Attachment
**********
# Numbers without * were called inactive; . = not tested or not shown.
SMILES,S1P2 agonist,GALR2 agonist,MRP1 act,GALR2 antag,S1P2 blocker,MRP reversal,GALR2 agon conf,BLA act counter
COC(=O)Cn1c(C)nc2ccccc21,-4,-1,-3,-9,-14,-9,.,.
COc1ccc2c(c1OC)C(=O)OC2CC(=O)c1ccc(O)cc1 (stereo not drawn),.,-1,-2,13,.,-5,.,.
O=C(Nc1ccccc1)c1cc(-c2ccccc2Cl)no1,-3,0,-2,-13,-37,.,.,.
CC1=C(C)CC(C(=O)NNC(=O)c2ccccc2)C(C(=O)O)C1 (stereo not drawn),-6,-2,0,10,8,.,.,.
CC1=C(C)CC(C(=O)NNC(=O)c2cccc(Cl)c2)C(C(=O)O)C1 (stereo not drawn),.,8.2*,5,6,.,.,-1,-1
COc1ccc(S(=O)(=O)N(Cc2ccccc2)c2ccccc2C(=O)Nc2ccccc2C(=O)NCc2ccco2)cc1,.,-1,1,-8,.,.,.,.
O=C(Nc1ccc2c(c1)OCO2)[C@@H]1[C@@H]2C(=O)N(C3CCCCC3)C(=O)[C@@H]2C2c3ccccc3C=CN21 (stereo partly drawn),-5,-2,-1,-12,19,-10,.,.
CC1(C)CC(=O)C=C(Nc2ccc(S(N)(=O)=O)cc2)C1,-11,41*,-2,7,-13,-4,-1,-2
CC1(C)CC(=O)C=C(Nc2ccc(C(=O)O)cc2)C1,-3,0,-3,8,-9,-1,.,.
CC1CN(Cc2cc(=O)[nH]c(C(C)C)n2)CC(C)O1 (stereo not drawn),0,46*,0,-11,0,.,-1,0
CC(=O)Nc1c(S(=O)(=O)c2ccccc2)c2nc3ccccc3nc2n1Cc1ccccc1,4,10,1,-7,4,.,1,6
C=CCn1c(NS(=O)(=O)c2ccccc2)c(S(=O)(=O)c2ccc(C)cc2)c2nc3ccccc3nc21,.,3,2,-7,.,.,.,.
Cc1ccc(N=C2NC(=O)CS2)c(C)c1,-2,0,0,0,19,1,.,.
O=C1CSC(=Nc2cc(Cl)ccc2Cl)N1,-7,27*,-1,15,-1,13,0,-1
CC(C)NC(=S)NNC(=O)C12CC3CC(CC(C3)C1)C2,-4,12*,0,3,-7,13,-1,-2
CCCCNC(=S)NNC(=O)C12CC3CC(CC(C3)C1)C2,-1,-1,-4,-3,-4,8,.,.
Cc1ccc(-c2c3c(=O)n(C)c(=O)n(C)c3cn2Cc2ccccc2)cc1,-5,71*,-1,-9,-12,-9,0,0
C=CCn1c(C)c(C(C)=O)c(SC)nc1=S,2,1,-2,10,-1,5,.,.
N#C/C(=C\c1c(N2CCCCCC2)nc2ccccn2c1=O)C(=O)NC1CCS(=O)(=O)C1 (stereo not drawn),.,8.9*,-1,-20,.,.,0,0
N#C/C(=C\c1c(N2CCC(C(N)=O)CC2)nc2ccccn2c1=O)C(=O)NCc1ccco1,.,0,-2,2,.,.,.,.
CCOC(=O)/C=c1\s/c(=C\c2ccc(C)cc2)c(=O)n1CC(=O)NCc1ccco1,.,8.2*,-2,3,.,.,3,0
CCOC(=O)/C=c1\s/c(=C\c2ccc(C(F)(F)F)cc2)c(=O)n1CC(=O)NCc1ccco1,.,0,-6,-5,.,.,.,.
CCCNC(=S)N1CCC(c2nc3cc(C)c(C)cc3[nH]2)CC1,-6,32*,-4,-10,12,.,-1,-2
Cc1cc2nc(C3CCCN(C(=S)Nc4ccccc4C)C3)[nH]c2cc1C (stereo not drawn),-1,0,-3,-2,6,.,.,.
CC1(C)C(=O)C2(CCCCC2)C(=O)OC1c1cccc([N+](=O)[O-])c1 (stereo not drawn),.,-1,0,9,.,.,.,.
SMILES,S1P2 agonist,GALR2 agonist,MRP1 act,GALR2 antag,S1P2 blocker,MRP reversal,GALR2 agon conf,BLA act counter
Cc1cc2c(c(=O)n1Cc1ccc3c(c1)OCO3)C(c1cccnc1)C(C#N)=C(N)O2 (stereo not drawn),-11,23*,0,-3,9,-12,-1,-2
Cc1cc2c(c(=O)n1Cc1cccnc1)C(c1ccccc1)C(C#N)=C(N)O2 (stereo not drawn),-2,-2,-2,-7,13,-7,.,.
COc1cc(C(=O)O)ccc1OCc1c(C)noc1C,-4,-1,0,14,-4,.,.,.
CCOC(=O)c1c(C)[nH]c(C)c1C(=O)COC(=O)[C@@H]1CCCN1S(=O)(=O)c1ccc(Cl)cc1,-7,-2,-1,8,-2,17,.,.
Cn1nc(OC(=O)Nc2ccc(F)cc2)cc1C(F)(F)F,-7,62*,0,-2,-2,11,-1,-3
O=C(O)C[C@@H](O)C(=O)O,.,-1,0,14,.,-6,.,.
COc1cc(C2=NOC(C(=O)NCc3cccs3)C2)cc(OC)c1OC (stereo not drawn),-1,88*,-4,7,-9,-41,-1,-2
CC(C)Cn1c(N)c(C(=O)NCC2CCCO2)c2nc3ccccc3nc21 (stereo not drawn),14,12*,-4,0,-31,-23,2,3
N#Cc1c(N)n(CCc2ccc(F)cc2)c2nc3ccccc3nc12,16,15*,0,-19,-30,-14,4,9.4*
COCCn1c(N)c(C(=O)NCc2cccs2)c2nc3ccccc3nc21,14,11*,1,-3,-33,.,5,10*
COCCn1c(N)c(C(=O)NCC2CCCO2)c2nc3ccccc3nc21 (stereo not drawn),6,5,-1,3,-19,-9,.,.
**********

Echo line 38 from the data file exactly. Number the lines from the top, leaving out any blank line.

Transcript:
COCCn1c(N)c(C(=O)NCc2cccs2)c2nc3ccccc3nc21,14,11*,1,-3,-33,.,5,10*